Know your Rights
In Florida, a violation of a domestic violence injunction, dating violence injunction, sexual violence injunction, or repeat violence injunction is classified as a first degree misdemeanor, with penalties of up to 1 year in jail or 12 months of probation and a $1000 fine.
In some cases, a person can be charged with the felony offense of “Aggravated Stalking” if there are multiple violations of the injunction and the violations are calculated to harass or threaten. If you have been accused of violating a domestic violence injunction, call us today for a FREE consultation.
Ways to Violate an Injunction
There are innumerable ways to violate a Florida injunction, and the best source to avoid a violation is the court order itself. Depending on the specifics of the injunction, a person may be charged for any of the following:
- Refusing to leave or vacate the dwelling or home that the parties share;
- Going to, or being within 500 feet of, the petitioner’s residence, school, place of employment, or a specified place frequented regularly by the petitioner and any named family or household member;
- Committing an act of domestic violence against the petitioner;
- Committing any other violation of the injunction through an intentional unlawful threat, word, or act to do violence to the petitioner;
- Telephoning, contacting, or otherwise communicating with the petitioner directly or indirectly, unless the injunction specifically allows indirect contact through a third party;
- Knowingly and intentionally coming within 100 feet of the petitioner’s motor vehicle, whether or not that vehicle is occupied;
- Defacing or destroying the petitioner’s personal property, including the petitioner’s motor vehicle; or
- Refusing to surrender firearms or ammunition if ordered to do so by the court.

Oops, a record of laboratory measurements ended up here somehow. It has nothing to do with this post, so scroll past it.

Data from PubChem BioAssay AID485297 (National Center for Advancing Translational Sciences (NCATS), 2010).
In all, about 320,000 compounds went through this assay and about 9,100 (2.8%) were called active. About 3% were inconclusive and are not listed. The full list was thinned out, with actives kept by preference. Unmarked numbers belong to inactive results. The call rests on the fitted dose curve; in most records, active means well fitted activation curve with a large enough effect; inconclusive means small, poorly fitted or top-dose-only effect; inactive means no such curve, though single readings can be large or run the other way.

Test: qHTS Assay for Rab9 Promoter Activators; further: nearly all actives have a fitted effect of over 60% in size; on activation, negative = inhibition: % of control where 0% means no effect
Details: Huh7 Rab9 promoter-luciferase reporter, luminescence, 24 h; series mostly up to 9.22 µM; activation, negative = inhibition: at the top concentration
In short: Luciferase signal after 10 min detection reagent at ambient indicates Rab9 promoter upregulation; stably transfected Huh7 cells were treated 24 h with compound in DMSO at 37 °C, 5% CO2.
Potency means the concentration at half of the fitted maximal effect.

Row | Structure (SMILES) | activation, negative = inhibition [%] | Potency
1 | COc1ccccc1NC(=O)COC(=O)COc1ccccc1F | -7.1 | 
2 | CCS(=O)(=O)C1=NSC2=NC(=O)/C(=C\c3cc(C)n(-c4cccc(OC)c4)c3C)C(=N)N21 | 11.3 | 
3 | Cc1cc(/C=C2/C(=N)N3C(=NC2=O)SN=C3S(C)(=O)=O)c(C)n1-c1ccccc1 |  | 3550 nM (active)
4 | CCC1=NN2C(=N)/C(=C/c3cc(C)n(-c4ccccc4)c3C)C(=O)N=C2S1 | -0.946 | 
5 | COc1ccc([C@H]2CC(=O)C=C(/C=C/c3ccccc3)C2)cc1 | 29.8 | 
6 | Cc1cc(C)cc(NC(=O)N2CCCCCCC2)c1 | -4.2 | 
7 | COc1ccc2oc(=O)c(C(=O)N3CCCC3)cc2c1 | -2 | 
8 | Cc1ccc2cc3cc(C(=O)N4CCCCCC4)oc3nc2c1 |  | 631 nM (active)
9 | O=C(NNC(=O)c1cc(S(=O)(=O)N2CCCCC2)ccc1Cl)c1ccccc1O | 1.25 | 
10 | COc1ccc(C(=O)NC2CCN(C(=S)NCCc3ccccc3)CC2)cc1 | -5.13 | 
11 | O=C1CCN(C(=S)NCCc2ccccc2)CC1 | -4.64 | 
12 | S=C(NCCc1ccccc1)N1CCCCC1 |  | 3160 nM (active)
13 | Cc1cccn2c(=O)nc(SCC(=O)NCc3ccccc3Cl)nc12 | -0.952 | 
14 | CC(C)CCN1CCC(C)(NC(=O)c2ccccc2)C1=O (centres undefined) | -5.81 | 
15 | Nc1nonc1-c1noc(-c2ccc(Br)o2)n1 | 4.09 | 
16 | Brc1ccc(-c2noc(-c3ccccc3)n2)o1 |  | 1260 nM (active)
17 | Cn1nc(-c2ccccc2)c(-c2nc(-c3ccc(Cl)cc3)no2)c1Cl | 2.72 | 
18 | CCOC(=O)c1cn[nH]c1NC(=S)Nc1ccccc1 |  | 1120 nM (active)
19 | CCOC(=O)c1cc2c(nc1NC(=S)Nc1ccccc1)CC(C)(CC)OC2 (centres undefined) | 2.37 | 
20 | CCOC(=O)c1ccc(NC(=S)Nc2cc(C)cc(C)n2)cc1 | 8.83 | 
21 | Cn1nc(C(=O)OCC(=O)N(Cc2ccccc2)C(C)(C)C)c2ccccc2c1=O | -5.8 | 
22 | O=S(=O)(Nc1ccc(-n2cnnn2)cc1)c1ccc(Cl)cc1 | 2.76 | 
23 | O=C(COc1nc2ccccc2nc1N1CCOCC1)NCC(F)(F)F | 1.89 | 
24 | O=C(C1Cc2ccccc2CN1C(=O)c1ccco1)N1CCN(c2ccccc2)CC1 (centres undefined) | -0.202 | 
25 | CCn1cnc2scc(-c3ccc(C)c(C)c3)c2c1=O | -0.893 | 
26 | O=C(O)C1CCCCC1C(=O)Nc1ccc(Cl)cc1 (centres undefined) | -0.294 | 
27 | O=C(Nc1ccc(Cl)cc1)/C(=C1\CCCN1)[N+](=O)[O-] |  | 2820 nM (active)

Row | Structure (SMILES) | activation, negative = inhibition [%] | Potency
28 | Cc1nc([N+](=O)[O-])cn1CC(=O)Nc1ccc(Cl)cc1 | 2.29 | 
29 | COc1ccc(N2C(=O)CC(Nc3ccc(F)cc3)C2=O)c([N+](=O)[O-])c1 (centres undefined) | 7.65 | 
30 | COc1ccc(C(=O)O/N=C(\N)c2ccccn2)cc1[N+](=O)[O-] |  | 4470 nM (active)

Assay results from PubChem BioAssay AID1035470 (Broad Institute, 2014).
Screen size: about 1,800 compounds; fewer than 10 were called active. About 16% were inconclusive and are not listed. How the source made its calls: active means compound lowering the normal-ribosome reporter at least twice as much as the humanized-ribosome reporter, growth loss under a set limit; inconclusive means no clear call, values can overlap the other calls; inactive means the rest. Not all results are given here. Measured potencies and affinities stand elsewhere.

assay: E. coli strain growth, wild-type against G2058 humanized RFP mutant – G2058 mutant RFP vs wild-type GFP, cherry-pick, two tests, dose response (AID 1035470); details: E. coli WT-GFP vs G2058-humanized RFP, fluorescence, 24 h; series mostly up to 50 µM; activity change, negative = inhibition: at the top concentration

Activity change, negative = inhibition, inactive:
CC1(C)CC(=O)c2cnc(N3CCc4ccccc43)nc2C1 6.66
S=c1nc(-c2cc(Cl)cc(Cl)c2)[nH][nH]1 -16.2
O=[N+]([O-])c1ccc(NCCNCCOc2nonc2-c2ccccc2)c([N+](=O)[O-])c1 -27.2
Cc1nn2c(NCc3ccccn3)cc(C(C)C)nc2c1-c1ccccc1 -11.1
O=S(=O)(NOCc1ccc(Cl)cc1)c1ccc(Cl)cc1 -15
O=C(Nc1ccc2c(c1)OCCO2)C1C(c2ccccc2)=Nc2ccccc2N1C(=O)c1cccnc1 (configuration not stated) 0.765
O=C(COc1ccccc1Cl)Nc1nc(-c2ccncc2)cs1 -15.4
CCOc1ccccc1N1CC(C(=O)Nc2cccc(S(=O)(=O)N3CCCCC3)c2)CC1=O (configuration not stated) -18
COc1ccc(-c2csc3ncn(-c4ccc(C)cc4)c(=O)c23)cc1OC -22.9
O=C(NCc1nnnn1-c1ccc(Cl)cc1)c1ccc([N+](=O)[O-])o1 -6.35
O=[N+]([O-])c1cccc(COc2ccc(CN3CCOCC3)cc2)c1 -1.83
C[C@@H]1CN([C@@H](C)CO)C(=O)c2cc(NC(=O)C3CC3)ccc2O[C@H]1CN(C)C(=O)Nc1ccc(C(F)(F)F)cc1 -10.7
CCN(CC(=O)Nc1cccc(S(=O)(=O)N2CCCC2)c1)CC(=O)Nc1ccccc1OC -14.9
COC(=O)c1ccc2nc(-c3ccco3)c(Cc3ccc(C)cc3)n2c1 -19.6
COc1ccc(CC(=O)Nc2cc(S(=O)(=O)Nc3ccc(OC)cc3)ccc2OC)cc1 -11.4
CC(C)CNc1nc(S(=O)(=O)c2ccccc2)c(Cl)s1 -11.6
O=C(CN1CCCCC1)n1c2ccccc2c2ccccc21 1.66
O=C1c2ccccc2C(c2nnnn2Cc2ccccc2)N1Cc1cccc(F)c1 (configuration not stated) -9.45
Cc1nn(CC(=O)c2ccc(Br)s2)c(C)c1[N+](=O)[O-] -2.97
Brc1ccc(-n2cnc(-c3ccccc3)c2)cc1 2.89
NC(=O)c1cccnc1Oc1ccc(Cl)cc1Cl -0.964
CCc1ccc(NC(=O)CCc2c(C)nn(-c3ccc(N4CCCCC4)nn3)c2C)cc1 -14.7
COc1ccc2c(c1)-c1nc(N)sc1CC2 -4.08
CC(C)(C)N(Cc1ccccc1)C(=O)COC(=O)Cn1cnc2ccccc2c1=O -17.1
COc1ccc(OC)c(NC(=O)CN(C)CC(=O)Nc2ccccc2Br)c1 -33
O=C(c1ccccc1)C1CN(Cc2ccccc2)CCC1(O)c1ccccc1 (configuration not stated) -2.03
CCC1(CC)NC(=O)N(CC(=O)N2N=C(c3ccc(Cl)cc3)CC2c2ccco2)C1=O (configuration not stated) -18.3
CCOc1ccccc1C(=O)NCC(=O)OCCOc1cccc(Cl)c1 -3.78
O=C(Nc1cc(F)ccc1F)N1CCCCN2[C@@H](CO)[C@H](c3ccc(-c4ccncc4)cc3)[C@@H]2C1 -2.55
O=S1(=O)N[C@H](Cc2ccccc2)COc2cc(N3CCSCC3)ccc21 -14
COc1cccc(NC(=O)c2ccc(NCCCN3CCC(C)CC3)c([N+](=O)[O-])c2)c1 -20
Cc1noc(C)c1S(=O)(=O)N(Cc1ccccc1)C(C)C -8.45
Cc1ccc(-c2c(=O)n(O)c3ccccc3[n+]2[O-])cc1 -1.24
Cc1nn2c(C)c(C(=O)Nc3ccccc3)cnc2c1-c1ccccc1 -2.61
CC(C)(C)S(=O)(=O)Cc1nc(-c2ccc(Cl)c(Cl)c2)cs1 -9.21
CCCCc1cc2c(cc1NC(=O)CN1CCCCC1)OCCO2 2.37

Defenses to Violation of Injunction
There are multiple defenses available to contest a Florida injunction violation charge. The more common defenses include:
Lack of Intent to Violate
In order to constitute a violation of an injunction in Florida, the prosecution must prove that the defendant willfully violated the injunction. To be “willful,” the defendant’s actions in violating the court’s order (as contained in the injunction) must be done “knowingly, intentionally, and purposely.” Often, the defendant was not aware of the full scope of the injunction’s prohibitions, or believed that his or her actions were in compliance with the injunction. If the violation was not willful, this can serve as a complete defense to the charge.
Lack of Notice of Injunction
The notice of an injunction is an essential element of the charge of violating its provisions. Cordova v. State, 675 So. 2d 632, 634 (Fla. Dist. Ct. App. 3d Dist. 1996); Thus, a conviction cannot be sustained and a Motion for Judgment of Acquittal must be granted where the State fails to prove that the defendant was served with the injunction or had some other notice. See Robinson v. State, 840 So. 2d 1138, 1139 (Fla. 1st DCA 2003) (reversing trial court’s denial of defendant’s Motion for Judgment of Acquittal where the State failed to establish that the accused knew the permanent injunction had been entered against him, either through proof that the accused had been served with the permanent injunction, or through proof that the accused had some other notice);
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